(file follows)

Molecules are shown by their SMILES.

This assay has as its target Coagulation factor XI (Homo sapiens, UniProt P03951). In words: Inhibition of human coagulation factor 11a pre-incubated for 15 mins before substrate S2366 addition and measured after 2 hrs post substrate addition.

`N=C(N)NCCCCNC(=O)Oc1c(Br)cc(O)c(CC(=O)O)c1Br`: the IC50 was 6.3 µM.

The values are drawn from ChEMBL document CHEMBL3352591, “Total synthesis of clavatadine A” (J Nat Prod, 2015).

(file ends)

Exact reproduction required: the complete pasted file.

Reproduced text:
Molecules are shown by their SMILES.

This assay has as its target Coagulation factor XI (Homo sapiens, UniProt P03951). In words: Inhibition of human coagulation factor 11a pre-incubated for 15 mins before substrate S2366 addition and measured after 2 hrs post substrate addition.

`N=C(N)NCCCCNC(=O)Oc1c(Br)cc(O)c(CC(=O)O)c1Br`: the IC50 was 6.3 µM.

The values are drawn from ChEMBL document CHEMBL3352591, “Total synthesis of clavatadine A” (J Nat Prod, 2015).